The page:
R. Rose
September 27, 2011
Right and wrong

It pleased me mightily last weekend to see one of our patriots, barrister Jomo Thomas, standing up for principle and right. His weekly column in one of the weekly newspapers was devoted to support for the cause of the people of Palestine and explaining to his readers the background to the whole Palestinian conflict, a situation that most of our people do not seem to comprehend. Hats off to Jomo!{{more}}

Anyone who reads his columns will know that Jomo has never been afraid to criticize the current government when in his view it errs. It was therefore another demonstration of principle when he indicated his full support for the action of the Gonsalves administration in giving its full support for the bid of the Palestinian people to gain full recognition from the United Nations for Palestine as an independent state. I too, applaud the government of St. Vincent and the Grenadines in standing up for right and was reminded by a writer in the New York Times of some famous words of the late Martin Luther King Jr. as follows:

“The time is always right to do what is right”.

There is a great deal of confusion and misunderstanding in our society on the Palestinian question. Part of this is based on our sources of information, the western media, which unequivocally, not only supports Israel’s continued and illegal occupation of Palestinian land, but pursue a course of distorting the truth. Even in the enlightened world where information is but a finger-tip away, too few of us take the trouble of soliciting alternative views, on the Internet for instance. We do not necessarily have to agree, but we have a duty to at least consider differing viewpoints.

Misinterpretation of historical realities and the contents of the Bible help to pour more confusion around the Palestinian situation, compounded by the fact that the Palestinians are largely, not totally, Muslim and the continued anti-Islamic rhetoric can easily lead one to confuse the fight of the Palestinians for their legitimate rights, with so-called “international terrorism”. Even persons who get exposed to the truth, are often afraid to stand up for what they believe to be right.

No doubt there are misguided and short-sighted people among us who are mouthing criticisms of the Government’s position in support of Palestinian statehood. But the reality is that the vast majority of the world’s states are in favour. In fact, even US President Barack Obama is on record of supporting an independent state for Palestine, only to cave in to Jewish pressure and, disappointingly, choosing to exercise the US veto in the Security Council.

Support for Palestine does not just come from governments; people the world over, including in the United States of America, are in favour. A recent BBC/GlobeScan poll of 20,466 persons in 19 countries revealed that the majority of those polled support Palestinian statehood. In nearly all of the countries polled, more than half the respondents indicated support for an independent Palestinian state. In the USA, where anti-Palestinian and anti-Muslim propaganda is at a height, 45 per cent of those polled indicated support, with 36 per cent against. In Britain, the numbers were 53 per cent for and 26 per cent opposed, whilst in two other European countries, Germany and France, the level of support was 53/54 percent. So, those western leaders who are manoeuvring to deny support for a Palestinian state do this in contradiction to the will of their people.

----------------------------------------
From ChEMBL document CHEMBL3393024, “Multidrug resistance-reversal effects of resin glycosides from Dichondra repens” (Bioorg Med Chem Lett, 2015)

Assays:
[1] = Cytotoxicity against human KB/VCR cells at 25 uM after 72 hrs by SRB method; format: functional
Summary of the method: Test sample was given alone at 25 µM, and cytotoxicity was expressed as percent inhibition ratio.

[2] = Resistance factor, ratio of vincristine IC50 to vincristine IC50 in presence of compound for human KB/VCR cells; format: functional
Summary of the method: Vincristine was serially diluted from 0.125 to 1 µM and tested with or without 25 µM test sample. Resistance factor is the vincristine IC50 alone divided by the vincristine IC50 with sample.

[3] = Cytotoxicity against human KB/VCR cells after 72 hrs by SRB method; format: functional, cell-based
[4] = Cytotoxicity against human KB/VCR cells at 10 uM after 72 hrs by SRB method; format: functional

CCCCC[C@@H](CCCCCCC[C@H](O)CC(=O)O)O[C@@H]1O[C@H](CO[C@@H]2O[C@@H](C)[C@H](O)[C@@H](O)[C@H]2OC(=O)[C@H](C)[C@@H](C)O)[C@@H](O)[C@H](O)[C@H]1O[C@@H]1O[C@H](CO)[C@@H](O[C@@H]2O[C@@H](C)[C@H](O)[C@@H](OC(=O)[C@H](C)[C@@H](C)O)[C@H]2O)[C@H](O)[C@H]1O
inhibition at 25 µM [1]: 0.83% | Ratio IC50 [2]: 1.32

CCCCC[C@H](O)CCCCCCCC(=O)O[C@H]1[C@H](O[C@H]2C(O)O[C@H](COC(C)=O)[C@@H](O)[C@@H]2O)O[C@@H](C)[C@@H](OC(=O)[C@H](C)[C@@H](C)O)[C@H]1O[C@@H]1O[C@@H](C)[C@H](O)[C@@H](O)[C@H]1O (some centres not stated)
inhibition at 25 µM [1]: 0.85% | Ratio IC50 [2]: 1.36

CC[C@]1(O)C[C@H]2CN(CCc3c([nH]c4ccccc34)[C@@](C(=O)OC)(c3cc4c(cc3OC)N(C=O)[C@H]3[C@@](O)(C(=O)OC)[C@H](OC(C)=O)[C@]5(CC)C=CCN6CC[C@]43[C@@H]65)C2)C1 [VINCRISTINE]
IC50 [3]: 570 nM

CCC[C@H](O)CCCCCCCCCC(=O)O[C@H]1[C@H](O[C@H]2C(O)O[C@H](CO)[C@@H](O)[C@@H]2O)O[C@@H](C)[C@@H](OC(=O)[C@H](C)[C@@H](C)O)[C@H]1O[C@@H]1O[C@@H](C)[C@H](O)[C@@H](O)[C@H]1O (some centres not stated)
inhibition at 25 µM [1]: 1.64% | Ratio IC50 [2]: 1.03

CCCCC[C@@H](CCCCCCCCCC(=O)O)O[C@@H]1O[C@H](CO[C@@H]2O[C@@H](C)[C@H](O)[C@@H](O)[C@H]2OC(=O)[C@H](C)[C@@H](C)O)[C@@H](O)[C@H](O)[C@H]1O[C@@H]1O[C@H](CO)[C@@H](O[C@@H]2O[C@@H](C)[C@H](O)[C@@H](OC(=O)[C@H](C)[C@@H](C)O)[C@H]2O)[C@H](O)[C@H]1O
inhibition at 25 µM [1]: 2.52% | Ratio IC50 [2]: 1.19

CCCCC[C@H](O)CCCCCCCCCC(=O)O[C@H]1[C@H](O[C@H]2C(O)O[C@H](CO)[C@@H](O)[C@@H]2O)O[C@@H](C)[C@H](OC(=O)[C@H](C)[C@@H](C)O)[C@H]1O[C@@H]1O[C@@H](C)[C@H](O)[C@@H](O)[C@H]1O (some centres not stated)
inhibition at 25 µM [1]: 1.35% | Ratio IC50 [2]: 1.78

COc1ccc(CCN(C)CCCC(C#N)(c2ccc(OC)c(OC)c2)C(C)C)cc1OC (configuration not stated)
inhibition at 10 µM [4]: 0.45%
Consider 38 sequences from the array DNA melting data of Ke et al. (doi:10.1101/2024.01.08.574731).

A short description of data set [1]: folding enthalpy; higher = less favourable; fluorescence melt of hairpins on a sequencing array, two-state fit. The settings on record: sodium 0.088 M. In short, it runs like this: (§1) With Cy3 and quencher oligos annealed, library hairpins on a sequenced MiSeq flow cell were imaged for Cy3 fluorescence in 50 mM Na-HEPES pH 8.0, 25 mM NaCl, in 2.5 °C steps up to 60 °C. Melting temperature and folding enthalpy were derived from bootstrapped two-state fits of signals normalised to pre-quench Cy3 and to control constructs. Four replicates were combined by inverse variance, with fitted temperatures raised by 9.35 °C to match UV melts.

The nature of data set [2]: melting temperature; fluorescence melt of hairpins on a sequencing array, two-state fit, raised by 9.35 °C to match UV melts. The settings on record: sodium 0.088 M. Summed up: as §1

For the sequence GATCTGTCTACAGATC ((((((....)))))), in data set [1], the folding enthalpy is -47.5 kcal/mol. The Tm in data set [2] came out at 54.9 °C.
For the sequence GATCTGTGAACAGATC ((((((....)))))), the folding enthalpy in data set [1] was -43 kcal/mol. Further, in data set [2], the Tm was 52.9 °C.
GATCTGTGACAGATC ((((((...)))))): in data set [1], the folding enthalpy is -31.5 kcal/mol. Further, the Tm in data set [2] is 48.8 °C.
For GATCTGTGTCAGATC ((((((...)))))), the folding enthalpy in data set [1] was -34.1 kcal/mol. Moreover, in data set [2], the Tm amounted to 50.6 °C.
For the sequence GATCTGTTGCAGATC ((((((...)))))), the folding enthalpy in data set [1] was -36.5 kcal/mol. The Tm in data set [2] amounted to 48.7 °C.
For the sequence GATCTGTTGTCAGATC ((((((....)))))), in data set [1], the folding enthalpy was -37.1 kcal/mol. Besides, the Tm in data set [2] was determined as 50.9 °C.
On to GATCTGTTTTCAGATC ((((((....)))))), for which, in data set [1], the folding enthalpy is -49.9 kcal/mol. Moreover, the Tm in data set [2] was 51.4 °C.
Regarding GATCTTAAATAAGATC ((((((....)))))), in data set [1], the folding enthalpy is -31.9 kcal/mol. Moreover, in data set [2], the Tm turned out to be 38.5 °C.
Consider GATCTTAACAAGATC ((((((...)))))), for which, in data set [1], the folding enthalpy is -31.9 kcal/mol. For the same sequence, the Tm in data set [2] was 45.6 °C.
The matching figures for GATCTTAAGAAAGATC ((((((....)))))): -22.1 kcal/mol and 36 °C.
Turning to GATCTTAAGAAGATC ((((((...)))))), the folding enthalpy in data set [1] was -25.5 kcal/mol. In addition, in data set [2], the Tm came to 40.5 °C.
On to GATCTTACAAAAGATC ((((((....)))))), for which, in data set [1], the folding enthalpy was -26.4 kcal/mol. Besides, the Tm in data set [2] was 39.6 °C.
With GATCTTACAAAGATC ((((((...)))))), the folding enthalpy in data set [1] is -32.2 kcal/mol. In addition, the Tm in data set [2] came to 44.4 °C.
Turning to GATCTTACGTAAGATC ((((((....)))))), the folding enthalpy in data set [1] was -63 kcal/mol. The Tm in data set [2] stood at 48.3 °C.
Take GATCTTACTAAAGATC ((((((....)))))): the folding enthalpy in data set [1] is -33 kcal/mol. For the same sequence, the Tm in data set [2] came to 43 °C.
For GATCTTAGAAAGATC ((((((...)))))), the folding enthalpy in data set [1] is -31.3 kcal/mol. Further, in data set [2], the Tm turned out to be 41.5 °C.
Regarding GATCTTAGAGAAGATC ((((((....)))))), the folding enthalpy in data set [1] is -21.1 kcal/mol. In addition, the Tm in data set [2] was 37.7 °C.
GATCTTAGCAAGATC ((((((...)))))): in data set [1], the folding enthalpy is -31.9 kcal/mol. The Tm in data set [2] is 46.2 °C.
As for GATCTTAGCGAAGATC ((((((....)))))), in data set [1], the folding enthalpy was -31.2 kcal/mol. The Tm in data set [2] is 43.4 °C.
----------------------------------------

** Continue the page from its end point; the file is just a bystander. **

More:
The Palestinian question is the apartheid issue of today. We must not be afraid to stand on the side of right. As Palestinian leader Mahmoud Abbas said, on making his case to the United Nations:

“It is a moment of truth and my people are waiting to hear the answer of the world”.


While the Palestinians were pursuing their just cause at the United Nations, a grave act of injustice was being perpetrated in the United States, resulting in the execution of a Black man, Troy Davis, in the state of Georgia. Davis had been convicted for the 1991 fatal shooting of a white police officer. His conviction was based on statements by supposed witnesses and not on forensic evidence.

Davis has been on death row all those long years and, in fact, last week’s final appointment with death was the fourth time he had had a date with the executioner. He was not lucky this time.

Davis was executed, although a number of the witnesses who had testified against him had later recanted and said that they had been coerced into giving evidence against him. The New York Times, on September 22, reported that new evidence had emerged that it was not Davis who had done the fatal shooting and even suggested that the main witness against him might, in fact, be the real culprit.

630,000 letters to the Georgia Parole Board and appeals for clemency from such renowned figures as former US President Jimmy Carter, Nobel Prize winner Archbishop Desmond Tutu, former FBI Director William Sessions and 51 members of Congress could not save Davis. When yo’ black, eh?

In conclusion, contrast the reaction to Davis’ execution with what would have been the outcry if Cuba, for instance, had executed a man in exactly similar circumstances. And, why is it OK for some to carry out executions, while others, us in the Caribbean, are not only outlawed from doing so, but would face strong negative campaigns for exercising our rights?

Renwick Rose is a community activist and social commentator.